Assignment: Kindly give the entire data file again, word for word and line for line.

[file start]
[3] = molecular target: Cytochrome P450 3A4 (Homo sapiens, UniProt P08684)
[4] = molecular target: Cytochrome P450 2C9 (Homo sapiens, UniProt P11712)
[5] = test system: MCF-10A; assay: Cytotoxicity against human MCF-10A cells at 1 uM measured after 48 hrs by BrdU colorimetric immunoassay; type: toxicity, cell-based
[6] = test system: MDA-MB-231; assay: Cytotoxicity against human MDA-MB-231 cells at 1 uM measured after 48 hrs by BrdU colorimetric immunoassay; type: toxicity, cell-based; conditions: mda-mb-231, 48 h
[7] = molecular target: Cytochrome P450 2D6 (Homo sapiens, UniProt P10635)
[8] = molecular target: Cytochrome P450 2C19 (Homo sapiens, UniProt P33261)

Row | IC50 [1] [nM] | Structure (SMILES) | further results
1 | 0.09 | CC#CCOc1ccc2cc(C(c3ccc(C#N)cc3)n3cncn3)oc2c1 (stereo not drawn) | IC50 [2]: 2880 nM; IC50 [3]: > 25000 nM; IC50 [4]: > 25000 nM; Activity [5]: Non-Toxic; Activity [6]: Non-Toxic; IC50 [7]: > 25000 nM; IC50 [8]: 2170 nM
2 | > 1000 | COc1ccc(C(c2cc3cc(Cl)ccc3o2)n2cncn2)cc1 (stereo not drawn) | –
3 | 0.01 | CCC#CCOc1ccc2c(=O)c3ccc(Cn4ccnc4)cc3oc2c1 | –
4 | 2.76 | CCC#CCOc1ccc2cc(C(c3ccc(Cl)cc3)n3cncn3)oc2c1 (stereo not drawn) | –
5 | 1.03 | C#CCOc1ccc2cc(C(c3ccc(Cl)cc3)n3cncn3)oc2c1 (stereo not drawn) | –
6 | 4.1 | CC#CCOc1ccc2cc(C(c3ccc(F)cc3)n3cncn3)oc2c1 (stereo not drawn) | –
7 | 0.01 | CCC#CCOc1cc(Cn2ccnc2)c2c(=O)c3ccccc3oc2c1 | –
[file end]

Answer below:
[3] = molecular target: Cytochrome P450 3A4 (Homo sapiens, UniProt P08684)
[4] = molecular target: Cytochrome P450 2C9 (Homo sapiens, UniProt P11712)
[5] = test system: MCF-10A; assay: Cytotoxicity against human MCF-10A cells at 1 uM measured after 48 hrs by BrdU colorimetric immunoassay; type: toxicity, cell-based
[6] = test system: MDA-MB-231; assay: Cytotoxicity against human MDA-MB-231 cells at 1 uM measured after 48 hrs by BrdU colorimetric immunoassay; type: toxicity, cell-based; conditions: mda-mb-231, 48 h
[7] = molecular target: Cytochrome P450 2D6 (Homo sapiens, UniProt P10635)
[8] = molecular target: Cytochrome P450 2C19 (Homo sapiens, UniProt P33261)

Row | IC50 [1] [nM] | Structure (SMILES) | further results
1 | 0.09 | CC#CCOc1ccc2cc(C(c3ccc(C#N)cc3)n3cncn3)oc2c1 (stereo not drawn) | IC50 [2]: 2880 nM; IC50 [3]: > 25000 nM; IC50 [4]: > 25000 nM; Activity [5]: Non-Toxic; Activity [6]: Non-Toxic; IC50 [7]: > 25000 nM; IC50 [8]: 2170 nM
2 | > 1000 | COc1ccc(C(c2cc3cc(Cl)ccc3o2)n2cncn2)cc1 (stereo not drawn) | –
3 | 0.01 | CCC#CCOc1ccc2c(=O)c3ccc(Cn4ccnc4)cc3oc2c1 | –
4 | 2.76 | CCC#CCOc1ccc2cc(C(c3ccc(Cl)cc3)n3cncn3)oc2c1 (stereo not drawn) | –
5 | 1.03 | C#CCOc1ccc2cc(C(c3ccc(Cl)cc3)n3cncn3)oc2c1 (stereo not drawn) | –
6 | 4.1 | CC#CCOc1ccc2cc(C(c3ccc(F)cc3)n3cncn3)oc2c1 (stereo not drawn) | –
7 | 0.01 | CCC#CCOc1cc(Cn2ccnc2)c2c(=O)c3ccccc3oc2c1 | –